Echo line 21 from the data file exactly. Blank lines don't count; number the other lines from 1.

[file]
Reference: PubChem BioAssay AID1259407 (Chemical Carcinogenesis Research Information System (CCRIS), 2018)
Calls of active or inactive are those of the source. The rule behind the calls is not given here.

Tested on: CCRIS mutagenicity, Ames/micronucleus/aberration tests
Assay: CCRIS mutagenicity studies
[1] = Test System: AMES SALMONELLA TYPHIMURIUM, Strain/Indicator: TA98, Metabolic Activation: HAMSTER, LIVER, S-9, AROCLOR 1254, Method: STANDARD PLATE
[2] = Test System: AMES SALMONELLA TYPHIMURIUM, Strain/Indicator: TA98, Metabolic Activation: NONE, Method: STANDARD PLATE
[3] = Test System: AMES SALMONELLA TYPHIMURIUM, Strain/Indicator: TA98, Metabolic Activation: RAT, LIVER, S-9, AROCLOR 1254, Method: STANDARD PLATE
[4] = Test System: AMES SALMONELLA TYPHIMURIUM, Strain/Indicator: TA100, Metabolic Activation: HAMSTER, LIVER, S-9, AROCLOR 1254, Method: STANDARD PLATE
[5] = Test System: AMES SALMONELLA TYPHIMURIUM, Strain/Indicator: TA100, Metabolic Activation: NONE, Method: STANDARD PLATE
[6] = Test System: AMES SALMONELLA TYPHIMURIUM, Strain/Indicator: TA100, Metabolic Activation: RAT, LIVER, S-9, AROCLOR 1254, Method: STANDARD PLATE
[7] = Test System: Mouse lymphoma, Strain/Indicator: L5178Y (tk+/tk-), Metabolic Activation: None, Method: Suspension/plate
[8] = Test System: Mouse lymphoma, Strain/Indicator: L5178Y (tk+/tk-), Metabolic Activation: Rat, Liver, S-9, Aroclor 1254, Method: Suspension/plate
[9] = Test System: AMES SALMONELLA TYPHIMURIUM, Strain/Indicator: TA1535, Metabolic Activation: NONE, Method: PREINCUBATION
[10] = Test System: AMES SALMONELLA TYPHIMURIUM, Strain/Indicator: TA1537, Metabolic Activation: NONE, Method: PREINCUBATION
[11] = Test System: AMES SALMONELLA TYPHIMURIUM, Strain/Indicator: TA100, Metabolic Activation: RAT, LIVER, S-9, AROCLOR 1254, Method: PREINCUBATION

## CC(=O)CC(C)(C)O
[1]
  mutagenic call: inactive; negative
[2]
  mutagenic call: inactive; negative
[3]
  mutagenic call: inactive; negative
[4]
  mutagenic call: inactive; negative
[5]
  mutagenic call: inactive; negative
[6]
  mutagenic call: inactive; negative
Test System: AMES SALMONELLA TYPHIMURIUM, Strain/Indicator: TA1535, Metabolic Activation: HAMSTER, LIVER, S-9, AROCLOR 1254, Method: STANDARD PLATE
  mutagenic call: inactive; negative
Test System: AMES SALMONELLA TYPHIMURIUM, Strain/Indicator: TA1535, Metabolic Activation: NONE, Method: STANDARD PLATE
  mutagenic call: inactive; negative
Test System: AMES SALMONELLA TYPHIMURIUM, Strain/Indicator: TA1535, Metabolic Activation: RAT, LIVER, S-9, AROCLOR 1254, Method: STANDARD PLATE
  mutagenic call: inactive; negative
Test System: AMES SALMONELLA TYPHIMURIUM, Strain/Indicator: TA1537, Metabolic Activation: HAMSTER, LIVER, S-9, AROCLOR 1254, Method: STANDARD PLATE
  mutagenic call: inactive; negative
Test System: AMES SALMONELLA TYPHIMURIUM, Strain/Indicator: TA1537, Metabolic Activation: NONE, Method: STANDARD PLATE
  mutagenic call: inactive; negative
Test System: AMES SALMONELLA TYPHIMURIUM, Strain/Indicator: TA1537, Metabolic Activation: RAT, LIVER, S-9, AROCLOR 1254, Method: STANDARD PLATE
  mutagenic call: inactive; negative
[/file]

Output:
[3]